Cowie said she tried the product at her business in 1991 when it first became trendy; however, she was not impressed with the results and could not find enough research to support product claims. Since the cells are bovine and freezer stored, Eastbay said that they contribute nothing to the DNA makeup of client skin.

“;The skin looks very nice and hydrated, but you have to ask yourself if bovine cells can actually talk to human cells,”; she said.

While the product is not harmful, Cowie said it's not worth the money, and if it were effective, would have garnered greater traction in the industry.

“;Any real benefit of the treatment comes from the topical skin care products used in the treatment, not from the bovine stem cells,”; she said. “; In other words, more than half of the cost of the treatment goes to pay for the bovine stem cells which contribute nothing to your skin, anyway!”;

People for the Ethical Treatment of Animals, which advocates the use of nonanimal ingredients in everything from food to detergents, cosmetics and medical devices, certainly does not want to promote bovine stem cell facials, said Kathy Guillermo, PETA's vice president of laboratory investigations.

“;No matter how kindly they say that they are raising the cows, the fact is that they are confining the cows and keeping them pregnant to benefit an industry that is set up to make people feel better about the way that they look,”; Guillermo said.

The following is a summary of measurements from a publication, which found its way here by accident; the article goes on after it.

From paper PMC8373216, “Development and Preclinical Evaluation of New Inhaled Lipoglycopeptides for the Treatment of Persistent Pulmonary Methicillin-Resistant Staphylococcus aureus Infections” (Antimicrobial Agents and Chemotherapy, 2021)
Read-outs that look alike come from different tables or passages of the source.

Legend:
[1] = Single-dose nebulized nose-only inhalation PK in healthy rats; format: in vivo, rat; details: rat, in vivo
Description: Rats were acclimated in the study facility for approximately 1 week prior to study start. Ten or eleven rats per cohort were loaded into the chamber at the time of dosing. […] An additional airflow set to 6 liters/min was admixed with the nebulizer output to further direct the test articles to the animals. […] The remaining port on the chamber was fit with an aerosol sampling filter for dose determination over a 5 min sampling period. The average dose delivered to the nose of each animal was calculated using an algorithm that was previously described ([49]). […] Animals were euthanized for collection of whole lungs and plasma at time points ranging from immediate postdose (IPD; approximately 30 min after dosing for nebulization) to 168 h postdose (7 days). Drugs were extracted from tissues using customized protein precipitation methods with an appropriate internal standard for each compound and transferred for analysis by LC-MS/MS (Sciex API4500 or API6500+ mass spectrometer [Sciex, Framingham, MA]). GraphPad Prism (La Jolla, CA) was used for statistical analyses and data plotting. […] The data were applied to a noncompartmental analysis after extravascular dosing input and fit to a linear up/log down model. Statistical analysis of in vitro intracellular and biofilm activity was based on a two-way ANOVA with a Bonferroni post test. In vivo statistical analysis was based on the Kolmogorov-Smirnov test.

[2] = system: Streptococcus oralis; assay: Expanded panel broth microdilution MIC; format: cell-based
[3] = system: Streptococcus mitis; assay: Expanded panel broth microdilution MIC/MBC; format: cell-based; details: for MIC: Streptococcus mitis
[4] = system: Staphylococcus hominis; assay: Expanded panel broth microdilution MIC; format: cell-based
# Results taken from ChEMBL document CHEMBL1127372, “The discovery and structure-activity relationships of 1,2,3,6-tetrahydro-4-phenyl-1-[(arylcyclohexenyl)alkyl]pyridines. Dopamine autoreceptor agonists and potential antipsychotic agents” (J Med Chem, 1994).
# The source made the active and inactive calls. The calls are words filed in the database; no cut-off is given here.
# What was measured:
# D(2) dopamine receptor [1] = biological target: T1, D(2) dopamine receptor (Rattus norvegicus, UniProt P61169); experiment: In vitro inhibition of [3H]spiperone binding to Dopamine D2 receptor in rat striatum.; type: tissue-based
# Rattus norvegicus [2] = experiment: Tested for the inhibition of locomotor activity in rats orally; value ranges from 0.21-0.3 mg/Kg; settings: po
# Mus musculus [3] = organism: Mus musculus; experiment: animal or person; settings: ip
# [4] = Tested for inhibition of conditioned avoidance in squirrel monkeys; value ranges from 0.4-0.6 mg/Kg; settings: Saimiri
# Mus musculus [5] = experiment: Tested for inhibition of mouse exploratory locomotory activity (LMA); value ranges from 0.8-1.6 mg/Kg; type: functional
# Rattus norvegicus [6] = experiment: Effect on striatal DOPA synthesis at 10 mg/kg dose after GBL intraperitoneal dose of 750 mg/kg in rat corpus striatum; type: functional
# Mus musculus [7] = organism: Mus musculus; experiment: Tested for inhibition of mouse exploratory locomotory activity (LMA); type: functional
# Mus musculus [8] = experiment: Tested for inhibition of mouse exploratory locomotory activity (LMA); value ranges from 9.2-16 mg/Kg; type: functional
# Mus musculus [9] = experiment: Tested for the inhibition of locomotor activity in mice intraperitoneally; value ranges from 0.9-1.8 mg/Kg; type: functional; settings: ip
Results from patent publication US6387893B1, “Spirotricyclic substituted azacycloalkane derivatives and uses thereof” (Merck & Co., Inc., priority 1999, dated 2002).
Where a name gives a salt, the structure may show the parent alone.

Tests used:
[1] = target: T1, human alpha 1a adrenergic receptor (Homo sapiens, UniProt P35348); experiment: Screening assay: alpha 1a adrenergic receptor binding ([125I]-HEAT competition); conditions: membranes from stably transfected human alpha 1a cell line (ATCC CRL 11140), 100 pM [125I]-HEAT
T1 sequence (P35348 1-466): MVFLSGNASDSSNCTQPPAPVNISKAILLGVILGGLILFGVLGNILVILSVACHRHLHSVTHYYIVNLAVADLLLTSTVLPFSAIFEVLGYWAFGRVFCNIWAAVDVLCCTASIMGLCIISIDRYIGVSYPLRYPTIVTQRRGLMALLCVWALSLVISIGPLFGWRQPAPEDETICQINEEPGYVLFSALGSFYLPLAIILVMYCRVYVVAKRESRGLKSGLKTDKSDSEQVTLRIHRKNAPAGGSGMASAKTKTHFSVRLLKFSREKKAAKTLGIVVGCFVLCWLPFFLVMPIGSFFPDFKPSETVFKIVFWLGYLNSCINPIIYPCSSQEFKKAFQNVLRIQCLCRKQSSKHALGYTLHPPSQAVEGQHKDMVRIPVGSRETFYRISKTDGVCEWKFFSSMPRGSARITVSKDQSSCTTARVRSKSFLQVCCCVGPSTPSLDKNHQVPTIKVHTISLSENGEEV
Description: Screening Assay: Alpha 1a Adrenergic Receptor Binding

Guillermo said that she has seen other animal-based treatments over the years such as collagen (the main protein in an animal's connective tissue), sheep's placenta and Premarin, a drug used to treat menopause symptoms, come in and out of vogue.

“;It's the same kind of idea that somehow these bits of body that come from animals are going to help us look better,”; she said. “;It's astonishing the lengths that people will go to keep from looking like what is happening to them (aging) isn't happening.”;

However, Buen defends her choice and the procedure.

“;I'm deathly afraid of needles so Botox is out. And, the cows didn't die or anything,”; said Buen, who, as a former entertainer and now a sales representative, has always worked in industries where looking good was required.

Although Buen has left radio, she said she still feels the pressure to better her appearance.

“;There's so much competition for every woman,”; she said. “;Honestly, I think I got my latest job in part because I'm cute.”;